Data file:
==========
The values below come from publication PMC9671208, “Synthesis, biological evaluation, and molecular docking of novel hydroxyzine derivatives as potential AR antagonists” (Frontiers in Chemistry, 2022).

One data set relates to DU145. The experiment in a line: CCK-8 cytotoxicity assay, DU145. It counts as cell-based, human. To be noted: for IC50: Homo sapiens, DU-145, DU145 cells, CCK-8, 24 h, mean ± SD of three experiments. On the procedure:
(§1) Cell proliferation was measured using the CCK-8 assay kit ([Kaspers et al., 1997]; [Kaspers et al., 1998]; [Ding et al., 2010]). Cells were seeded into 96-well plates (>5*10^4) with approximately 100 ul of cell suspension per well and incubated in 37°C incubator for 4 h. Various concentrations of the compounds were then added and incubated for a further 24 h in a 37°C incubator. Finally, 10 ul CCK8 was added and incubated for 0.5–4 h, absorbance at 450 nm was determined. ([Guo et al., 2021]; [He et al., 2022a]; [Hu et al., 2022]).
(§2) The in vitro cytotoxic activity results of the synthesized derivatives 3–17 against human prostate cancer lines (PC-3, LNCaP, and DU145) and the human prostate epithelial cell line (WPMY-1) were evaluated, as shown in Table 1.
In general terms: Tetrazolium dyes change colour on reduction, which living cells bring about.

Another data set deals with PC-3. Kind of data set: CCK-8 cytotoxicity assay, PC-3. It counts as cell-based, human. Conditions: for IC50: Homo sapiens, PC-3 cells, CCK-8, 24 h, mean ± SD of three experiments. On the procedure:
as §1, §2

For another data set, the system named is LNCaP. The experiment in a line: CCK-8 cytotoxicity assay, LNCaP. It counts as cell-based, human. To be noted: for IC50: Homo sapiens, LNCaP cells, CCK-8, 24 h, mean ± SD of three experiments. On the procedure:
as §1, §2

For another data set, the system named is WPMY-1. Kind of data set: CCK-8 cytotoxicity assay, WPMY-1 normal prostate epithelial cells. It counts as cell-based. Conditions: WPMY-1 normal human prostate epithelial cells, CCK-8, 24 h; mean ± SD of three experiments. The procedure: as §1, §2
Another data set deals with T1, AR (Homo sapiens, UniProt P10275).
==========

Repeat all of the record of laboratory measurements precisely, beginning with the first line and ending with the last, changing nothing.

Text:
The values below come from publication PMC9671208, “Synthesis, biological evaluation, and molecular docking of novel hydroxyzine derivatives as potential AR antagonists” (Frontiers in Chemistry, 2022).

One data set relates to DU145. The experiment in a line: CCK-8 cytotoxicity assay, DU145. It counts as cell-based, human. To be noted: for IC50: Homo sapiens, DU-145, DU145 cells, CCK-8, 24 h, mean ± SD of three experiments. On the procedure:
(§1) Cell proliferation was measured using the CCK-8 assay kit ([Kaspers et al., 1997]; [Kaspers et al., 1998]; [Ding et al., 2010]). Cells were seeded into 96-well plates (>5*10^4) with approximately 100 ul of cell suspension per well and incubated in 37°C incubator for 4 h. Various concentrations of the compounds were then added and incubated for a further 24 h in a 37°C incubator. Finally, 10 ul CCK8 was added and incubated for 0.5–4 h, absorbance at 450 nm was determined. ([Guo et al., 2021]; [He et al., 2022a]; [Hu et al., 2022]).
(§2) The in vitro cytotoxic activity results of the synthesized derivatives 3–17 against human prostate cancer lines (PC-3, LNCaP, and DU145) and the human prostate epithelial cell line (WPMY-1) were evaluated, as shown in Table 1.
In general terms: Tetrazolium dyes change colour on reduction, which living cells bring about.

Another data set deals with PC-3. Kind of data set: CCK-8 cytotoxicity assay, PC-3. It counts as cell-based, human. Conditions: for IC50: Homo sapiens, PC-3 cells, CCK-8, 24 h, mean ± SD of three experiments. On the procedure:
as §1, §2

For another data set, the system named is LNCaP. The experiment in a line: CCK-8 cytotoxicity assay, LNCaP. It counts as cell-based, human. To be noted: for IC50: Homo sapiens, LNCaP cells, CCK-8, 24 h, mean ± SD of three experiments. On the procedure:
as §1, §2

For another data set, the system named is WPMY-1. Kind of data set: CCK-8 cytotoxicity assay, WPMY-1 normal prostate epithelial cells. It counts as cell-based. Conditions: WPMY-1 normal human prostate epithelial cells, CCK-8, 24 h; mean ± SD of three experiments. The procedure: as §1, §2
Another data set deals with T1, AR (Homo sapiens, UniProt P10275).